In a follow-up letter (PDF), Selma Kaplan, vice president of WAMC, says that she, the radio station and its board of directors disagree with Mr. Peters' complaint that Mr. Chartock's "'outrageous behavior' jeopardizes the future of public radio."

"We understand that Alan is a person of strong opinions, and that he can be a lightning-rod for folks who may take issue with him on matters of one sort or another," says Ms. Kaplan's letter. "However, as a long-time on-air personality in public radio and professor emeritus of political science and communication at SUNY, Alan is eminently qualified as a political observer and commentator.

"His opinions and analyses—often strongly stated so as to stimulate thought, conversation and reaction—are continually sought out by both commercial and public broadcasters and media outlets in New York and nationally. In fact, a very positive piece on Alan and the way he runs the station's fund drives was recently featured in the Wall Street Journal. During fund drives, Alan is careful to emphasize that the opinions he expresses are his own and not those of the station.

"The important point to make here is that Alan's voice is only one of many on WAMC—the station regularly hears from observers, commentators, politicians (including all the members of our Congressional delegation) and others across the social and political spectrum. It is worth noting that two of these members of Congress are among the most conservative Republicans in the House of Representatives and both are members of the station.

"We work very hard to ensure that WAMC's programming is objective and balanced. Our audience tells us that they appreciate this balance and our service. This is one of the reasons why we have about 450,000 listeners per month."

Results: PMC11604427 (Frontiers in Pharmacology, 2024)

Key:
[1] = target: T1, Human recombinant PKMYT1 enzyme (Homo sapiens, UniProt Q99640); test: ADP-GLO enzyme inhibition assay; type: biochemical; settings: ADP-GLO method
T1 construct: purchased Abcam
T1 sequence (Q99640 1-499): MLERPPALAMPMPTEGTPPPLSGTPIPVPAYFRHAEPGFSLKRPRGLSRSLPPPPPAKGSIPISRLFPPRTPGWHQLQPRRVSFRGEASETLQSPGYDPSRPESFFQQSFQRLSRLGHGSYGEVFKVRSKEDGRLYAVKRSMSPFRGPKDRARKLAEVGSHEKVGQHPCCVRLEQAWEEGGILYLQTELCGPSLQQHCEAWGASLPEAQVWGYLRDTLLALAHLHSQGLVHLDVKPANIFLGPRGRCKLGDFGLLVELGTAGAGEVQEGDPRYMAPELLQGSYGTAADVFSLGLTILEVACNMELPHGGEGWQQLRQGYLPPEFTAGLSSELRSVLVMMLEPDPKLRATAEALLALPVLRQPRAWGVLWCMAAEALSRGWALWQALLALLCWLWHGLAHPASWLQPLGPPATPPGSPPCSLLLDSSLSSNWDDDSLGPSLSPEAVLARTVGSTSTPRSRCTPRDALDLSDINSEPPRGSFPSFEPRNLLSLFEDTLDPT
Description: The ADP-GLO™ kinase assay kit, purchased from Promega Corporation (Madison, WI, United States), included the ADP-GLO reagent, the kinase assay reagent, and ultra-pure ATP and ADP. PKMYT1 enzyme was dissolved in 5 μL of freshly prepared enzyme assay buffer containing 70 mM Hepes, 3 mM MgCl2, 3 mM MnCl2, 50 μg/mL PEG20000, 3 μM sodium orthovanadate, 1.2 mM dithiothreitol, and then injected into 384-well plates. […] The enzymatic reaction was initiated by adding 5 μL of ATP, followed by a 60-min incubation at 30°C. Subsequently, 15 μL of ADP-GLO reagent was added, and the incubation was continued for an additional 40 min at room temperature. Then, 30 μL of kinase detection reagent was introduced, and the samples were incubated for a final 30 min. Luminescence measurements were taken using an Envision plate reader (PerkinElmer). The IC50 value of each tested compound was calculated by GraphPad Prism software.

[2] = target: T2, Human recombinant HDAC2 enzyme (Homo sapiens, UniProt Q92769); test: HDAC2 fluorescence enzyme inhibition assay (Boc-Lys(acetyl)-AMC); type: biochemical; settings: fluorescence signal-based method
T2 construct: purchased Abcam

I agree that Mr. Chartock has a right to express his opinions as long as the station makes sure that there are contrary opinions also being expressed. However, the real problem here, as I see it, is that Mr. Chartock is president of the radio station.

It would be one thing if Mr. Chartock were a political science professor at SUNY Albany hosting a radio talk show. It is quite another thing that he is the CEO of WAMC.

How does that affect the other employees of WAMC? Do they feel that they must follow their president's lead? Do people who get hired at WAMC believe that they must follow the positions of the station's management? It is not enough to say that the opinions of Dr. Chartock are his own and do not reflect those of the radio station.

It is clear from the record that Mr. Chartock is an able and successful public radio station president. He is also a knowledgeable and insightful radio station host. The problem is that he should not be doing both at the same time.

Even more problematic for WAMC, in my opinion, was its decision to offer Own Wall Street buttons as a premium for contributors. Mr. Peters, and I'm sure others, felt that this was going too far by implicitly endorsing the movement.

Ms. Kaplan disagrees: